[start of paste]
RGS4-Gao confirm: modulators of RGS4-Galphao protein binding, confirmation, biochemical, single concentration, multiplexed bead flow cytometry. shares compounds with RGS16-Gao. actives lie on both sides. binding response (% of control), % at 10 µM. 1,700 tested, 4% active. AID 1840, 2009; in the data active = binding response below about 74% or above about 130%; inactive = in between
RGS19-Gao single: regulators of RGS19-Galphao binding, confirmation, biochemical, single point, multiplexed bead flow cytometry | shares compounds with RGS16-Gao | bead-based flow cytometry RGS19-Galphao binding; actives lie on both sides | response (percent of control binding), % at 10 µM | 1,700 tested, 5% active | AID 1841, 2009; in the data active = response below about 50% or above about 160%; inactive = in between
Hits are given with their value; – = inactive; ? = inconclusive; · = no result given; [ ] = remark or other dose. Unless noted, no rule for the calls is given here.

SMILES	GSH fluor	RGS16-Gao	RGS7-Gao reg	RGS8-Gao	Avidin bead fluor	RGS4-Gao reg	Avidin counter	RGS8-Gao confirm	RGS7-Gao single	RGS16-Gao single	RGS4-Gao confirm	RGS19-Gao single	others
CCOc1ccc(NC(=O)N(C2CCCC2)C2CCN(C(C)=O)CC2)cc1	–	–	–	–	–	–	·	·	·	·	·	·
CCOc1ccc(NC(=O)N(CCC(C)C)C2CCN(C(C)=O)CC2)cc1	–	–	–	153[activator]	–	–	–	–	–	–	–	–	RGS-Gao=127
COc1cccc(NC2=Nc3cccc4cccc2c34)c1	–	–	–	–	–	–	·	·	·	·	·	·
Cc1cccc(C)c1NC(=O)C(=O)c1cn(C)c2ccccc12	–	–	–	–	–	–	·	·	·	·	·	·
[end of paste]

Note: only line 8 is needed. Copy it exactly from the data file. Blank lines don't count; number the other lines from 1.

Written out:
Cc1cccc(C)c1NC(=O)C(=O)c1cn(C)c2ccccc12	–	–	–	–	–	–	·	·	·	·	·	·